Cardboard Companion: Mike Wazowski

My trial run using a Canary cardboard cutter was far more successful than I had expected, resulting in a little cardboard companion minion perched on my shoulder. I was extremely happy and joined this month’s (Virtual) Wearables Wednesdays event at CRASHSpace to show off my minion as a wearable electronic project. And also to thank Barb (who usually attends the event) for telling me about the Canary cutter.

Barb immediately (and correctly) recognized the minion’s eye as the Adafruit HalloWing default program. She had several sets of similar eyes on hand, some incorporated into projects, but all the units within reach came as pairs so there were no immediate advice on how to get my two units to synchronize. But by now I didn’t really want to synchronize them anyway, because that would mean taking apart my minion which I’m not ready to do just yet.

So I asked the attendees what I should do with the other eye. People started brainstorming and tossing out ideas. They were fine ideas but they didn’t capture me as much as when Liz said “Mike Wazowski”. I said “Yes!” and got started immediately while the meeting was still underway. This is falling back on old patterns, as it is pretty typical for work to happen during non-virtual Wearables Wednesdays meet.

I found a picture of Mike Wazowski on the internet and traced out a rough outline on cardboard. For the minion I wanted to keep the eyehole small so none of the electronics are visible. For Mike I thought I’d explore how things looked if the eye hole was larger.

Once I had Mike cut out and popped my second HalloWing into the eyehole, I decided I did not like how it looked. I much preferred the minion approach where the circuit board was hidden. If I wanted to build a Mike Wazowski with a properly obscured HalloWing eye hole while still maintaining proportions, I will need to cut a smaller Mike. There’s also a second reason to want a smaller Mike: this one is too wide to sit properly on my shoulder. Maybe someone with much broader shoulders can pull it off, but this Mike’s butt is too wide for me to carry around.

I will abandon this cardboard cutout and stick “try again with smaller Mike” on the to-do list. This is the beauty of experimenting with cardboard: cost of failure is low, and speed of iteration is fast. I could very quickly follow up this abandoned project with an absurd project.

Cardboard Companion: Minion

I’ve long admired the robot companions built by Alex Glow and Odd Jayy but never dedicated the time and effort to build a good one of my own. I still haven’t done so… but I’ve spent roughly an hour or two to build a low-effort companion out of cardboard.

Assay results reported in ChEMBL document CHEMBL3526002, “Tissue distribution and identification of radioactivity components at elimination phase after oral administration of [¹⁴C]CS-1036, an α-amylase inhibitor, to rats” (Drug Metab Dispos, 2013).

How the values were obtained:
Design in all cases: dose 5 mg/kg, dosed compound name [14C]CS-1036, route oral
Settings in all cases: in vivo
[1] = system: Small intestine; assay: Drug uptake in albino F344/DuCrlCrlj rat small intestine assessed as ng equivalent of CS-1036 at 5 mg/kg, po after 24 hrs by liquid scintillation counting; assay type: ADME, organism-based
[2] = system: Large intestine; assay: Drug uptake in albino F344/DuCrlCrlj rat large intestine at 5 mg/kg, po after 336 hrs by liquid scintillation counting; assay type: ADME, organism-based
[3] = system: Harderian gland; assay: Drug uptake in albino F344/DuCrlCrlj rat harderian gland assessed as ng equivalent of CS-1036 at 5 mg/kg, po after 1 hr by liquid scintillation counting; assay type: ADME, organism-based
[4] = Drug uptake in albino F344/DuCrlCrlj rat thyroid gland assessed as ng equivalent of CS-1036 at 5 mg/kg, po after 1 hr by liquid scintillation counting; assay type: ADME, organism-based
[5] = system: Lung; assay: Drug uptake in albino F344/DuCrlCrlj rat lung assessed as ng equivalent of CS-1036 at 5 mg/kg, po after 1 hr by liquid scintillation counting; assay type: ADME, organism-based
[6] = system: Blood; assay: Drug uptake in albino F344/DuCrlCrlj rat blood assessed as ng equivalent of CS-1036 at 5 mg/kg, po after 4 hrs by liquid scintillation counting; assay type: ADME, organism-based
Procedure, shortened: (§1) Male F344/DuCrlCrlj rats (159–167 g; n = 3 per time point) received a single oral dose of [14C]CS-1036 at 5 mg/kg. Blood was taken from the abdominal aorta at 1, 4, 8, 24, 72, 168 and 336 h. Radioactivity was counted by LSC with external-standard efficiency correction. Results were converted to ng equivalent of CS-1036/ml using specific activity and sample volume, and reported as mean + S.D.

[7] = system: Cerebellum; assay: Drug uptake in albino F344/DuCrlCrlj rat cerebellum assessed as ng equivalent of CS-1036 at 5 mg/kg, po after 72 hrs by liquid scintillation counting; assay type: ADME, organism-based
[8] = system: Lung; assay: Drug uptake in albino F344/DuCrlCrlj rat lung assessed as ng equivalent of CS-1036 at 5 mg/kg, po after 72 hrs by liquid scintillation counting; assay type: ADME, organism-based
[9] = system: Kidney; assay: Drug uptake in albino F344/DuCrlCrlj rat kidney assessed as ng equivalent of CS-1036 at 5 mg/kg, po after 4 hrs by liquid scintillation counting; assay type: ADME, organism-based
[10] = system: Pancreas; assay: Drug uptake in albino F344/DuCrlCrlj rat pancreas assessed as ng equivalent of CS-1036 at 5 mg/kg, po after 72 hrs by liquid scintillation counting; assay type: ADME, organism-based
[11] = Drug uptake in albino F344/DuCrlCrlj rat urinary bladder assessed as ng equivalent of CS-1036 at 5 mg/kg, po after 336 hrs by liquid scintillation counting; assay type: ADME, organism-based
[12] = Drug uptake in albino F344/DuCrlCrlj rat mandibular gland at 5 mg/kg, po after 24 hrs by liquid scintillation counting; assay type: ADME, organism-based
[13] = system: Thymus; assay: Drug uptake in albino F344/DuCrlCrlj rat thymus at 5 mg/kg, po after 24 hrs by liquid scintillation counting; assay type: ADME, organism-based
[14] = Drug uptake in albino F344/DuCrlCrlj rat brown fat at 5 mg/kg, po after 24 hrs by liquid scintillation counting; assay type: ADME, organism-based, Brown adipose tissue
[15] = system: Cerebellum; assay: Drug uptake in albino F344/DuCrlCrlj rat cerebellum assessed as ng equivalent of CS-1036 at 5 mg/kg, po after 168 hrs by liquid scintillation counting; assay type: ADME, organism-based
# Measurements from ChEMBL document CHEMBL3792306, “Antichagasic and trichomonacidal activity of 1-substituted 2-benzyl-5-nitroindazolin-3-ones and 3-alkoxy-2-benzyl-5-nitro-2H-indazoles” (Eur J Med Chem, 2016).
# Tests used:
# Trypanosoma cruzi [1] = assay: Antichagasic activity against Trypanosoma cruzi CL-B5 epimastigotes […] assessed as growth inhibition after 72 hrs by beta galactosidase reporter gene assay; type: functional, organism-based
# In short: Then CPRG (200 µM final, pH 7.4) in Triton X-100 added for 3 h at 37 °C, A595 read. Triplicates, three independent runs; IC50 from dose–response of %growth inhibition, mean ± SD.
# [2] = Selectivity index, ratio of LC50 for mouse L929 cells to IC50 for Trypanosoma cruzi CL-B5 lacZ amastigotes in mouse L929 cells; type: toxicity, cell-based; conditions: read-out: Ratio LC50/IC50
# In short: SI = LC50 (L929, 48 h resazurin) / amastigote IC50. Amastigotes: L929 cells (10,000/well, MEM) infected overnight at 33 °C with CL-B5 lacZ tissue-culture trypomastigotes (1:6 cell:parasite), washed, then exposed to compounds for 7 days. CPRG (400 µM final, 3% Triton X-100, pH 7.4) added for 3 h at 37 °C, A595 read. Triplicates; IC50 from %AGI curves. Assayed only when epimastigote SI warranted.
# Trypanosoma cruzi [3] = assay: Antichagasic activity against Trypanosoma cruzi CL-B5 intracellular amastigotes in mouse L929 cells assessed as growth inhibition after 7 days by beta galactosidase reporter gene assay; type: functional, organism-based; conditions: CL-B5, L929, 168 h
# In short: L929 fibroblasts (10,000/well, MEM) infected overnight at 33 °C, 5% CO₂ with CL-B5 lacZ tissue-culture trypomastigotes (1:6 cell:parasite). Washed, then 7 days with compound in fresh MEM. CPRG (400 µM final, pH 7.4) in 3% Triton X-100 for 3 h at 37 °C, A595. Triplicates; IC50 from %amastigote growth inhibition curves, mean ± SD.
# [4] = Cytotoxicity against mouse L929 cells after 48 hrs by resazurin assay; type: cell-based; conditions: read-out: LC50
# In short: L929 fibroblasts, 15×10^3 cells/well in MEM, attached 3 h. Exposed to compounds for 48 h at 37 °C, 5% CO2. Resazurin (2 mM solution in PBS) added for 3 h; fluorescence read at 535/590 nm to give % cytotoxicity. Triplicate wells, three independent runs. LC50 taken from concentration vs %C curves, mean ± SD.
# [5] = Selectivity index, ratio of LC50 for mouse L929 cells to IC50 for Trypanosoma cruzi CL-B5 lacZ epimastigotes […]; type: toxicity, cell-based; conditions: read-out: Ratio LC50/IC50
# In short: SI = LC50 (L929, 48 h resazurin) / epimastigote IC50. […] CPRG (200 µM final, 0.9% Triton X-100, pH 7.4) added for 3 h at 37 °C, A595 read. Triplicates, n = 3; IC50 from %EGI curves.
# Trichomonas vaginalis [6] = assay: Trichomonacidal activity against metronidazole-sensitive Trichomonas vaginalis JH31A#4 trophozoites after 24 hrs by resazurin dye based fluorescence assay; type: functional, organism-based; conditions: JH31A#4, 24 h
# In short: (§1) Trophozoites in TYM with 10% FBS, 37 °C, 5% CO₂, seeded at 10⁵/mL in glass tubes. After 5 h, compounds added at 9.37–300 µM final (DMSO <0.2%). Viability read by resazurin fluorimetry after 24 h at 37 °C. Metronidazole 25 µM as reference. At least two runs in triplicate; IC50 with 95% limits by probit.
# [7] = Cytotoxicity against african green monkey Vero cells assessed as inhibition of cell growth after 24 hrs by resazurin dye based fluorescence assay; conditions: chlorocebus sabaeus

This project was kicked off when I was moving a few boxes around and noticed the Hallowing I received at Supercon 2018 almost two full years ago. When I wrote about it earlier I thought it had full of promise and should be a lot of fun to play with. That is still true, it just never came to the top of my priority list. I actually have two of them now, as Emily gave me hers saying she’d never do anything with it. I said I would definitely find something fun to do but nothing had happened since.

So when I saw them again, I had an urge to do something with them right now. Today. The pair of Hallowing deserved to be dusted off, literally and figuratively. If I can’t do something unique and cool, I can at least do something to verify at least they still function.

When I plugged them into a USB power bank, they started right up. A good start!

I thought I’d use them both by following Adafruit’s instructions to synchronize two of them. Unfortunately I made a mistake somewhere and the two eyes remained stubbornly independent. So I switched to a backup plan: what do I know that has a single eye? The first one that came to my mind is a minion from the movie Despicable Me.

I made a rough sketch and cut out the shape of a minion. I wanted the minion to sit on my shoulder, so the outline was placed such that the existing fold for this box lid is roughly at the (not terribly well defined) waist of the minion. The cutting tool visible in this picture is a Canary corrugated cardboard cutter. This was my first time using it and I am now a big fan.

After I cut out the eyehole, a quick size comparison test confirmed it was in the ballpark. I decided to stop cutting at this point. A hole that’s slightly too small like this will obscure a portion of the eye, not a big deal. In contrast a hole that’s slightly too big will show the wires at the edge of this LCD module or the circuit board underneath, either of which would spoil the look and thus something I wanted to avoid.

A black marker helped make the cardboard look more like a minion.

The minion’s work overalls courtesy of blue highlighter marker.

I used cardboard to build a tripod to help the minion sit on my shoulders, but it is top-heavy with the Hallowing and prone to falling over. I decided to tape some magnets to the bottom of the minion.

Once I set the minion on my shoulder, I could install matching magnets inside my shirt. The two magnets pinch fabric of my shirt, holding the minion in place.

Voila! A low effort cardboard companion.

It only scratches the surface of what the Hallowing can do, but far better than just letting it gather dust. Will it find a place in a cooler and more sophisticated project? Check back in two years!